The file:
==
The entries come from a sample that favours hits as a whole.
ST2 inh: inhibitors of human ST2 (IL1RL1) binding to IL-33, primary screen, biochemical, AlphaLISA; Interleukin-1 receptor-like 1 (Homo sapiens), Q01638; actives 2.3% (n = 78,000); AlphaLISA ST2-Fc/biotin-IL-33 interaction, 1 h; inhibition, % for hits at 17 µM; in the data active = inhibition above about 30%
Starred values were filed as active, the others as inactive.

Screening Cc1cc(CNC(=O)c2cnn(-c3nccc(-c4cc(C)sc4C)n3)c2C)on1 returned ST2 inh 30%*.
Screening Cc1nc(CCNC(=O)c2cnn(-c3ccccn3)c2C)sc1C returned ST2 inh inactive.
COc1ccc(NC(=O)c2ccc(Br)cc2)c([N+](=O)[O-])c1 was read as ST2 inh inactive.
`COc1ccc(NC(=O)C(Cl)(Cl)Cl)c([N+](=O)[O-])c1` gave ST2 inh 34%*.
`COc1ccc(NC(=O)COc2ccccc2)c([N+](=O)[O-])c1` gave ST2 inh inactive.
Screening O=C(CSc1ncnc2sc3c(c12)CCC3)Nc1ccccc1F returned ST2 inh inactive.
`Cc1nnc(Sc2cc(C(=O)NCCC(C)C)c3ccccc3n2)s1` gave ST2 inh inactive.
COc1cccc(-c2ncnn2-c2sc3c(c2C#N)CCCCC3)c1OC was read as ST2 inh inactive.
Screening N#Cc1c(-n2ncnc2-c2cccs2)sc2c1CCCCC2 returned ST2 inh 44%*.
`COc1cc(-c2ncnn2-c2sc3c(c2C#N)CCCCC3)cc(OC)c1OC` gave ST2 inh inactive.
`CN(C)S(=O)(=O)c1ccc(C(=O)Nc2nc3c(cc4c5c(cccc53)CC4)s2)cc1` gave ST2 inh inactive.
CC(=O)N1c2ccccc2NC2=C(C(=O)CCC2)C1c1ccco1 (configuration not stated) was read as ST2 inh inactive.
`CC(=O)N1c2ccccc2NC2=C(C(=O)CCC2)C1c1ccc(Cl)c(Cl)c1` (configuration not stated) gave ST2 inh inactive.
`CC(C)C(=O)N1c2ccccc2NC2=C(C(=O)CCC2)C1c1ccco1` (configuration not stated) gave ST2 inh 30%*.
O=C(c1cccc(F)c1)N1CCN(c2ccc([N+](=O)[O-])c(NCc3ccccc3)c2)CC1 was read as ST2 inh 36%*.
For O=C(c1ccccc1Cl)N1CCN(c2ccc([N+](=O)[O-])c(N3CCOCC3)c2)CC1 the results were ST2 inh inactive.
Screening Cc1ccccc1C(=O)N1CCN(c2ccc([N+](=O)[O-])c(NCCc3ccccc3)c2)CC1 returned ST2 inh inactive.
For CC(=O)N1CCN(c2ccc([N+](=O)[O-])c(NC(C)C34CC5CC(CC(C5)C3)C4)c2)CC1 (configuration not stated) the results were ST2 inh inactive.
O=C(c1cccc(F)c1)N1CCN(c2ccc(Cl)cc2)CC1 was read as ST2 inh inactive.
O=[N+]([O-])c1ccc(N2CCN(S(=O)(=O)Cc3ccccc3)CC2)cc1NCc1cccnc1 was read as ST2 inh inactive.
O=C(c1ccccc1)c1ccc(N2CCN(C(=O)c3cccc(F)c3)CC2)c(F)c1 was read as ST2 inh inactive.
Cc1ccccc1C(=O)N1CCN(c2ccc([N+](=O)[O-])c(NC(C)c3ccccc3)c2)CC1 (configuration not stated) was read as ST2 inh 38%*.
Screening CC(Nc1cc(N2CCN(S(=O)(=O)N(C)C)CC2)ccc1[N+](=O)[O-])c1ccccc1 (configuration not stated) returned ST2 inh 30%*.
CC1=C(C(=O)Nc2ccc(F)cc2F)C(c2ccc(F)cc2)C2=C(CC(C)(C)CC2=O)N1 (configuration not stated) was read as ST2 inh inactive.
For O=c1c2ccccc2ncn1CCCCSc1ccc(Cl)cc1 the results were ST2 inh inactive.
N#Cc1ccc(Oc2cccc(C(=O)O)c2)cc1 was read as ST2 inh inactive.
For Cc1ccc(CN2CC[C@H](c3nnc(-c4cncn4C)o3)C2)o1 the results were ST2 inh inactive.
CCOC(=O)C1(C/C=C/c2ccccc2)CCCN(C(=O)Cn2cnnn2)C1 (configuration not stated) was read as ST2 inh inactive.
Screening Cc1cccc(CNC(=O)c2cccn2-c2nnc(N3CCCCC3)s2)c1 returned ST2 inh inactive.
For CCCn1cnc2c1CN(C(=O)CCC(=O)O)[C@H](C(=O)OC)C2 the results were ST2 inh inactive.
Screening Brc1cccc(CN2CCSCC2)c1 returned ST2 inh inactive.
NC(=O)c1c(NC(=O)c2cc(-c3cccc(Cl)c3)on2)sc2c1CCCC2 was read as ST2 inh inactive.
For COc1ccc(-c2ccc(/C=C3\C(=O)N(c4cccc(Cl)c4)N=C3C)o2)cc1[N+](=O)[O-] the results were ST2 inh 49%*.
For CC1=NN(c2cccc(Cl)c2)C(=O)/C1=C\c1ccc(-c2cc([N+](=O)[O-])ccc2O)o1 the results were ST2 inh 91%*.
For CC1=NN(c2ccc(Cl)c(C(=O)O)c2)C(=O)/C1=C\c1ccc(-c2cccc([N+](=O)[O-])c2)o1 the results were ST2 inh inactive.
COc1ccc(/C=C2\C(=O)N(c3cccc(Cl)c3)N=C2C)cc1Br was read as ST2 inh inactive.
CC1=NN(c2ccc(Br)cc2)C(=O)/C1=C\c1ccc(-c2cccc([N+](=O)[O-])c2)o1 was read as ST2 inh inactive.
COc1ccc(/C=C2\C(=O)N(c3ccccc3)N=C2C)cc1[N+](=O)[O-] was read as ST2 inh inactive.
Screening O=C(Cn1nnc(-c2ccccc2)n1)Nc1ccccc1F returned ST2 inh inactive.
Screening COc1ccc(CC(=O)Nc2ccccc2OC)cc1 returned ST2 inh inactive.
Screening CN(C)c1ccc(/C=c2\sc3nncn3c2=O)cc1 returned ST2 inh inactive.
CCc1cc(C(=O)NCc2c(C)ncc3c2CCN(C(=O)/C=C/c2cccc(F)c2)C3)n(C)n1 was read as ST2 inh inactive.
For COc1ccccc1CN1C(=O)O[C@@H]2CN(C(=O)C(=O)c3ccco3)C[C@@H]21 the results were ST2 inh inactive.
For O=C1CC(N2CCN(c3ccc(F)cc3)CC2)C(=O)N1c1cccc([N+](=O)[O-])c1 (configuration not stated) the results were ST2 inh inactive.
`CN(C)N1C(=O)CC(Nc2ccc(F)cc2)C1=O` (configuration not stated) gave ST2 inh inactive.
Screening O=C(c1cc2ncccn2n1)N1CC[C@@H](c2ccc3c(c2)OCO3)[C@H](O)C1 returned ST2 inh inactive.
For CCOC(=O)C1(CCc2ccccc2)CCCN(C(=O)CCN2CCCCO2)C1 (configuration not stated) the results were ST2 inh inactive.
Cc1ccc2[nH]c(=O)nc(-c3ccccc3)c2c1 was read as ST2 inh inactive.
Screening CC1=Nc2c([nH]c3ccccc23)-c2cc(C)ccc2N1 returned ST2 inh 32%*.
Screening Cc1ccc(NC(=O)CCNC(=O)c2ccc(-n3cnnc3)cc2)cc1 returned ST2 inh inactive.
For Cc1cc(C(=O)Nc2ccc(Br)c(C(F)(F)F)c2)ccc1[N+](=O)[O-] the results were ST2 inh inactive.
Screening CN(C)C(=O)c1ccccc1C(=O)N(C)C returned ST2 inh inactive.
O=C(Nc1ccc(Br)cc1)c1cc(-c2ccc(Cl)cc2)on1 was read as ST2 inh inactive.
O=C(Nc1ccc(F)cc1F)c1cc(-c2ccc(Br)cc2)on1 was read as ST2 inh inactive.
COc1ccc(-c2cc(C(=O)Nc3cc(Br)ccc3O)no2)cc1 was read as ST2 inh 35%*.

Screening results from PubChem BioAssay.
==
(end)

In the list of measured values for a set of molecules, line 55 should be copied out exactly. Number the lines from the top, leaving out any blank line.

Screening CN(C)C(=O)c1ccccc1C(=O)N(C)C returned ST2 inh inactive.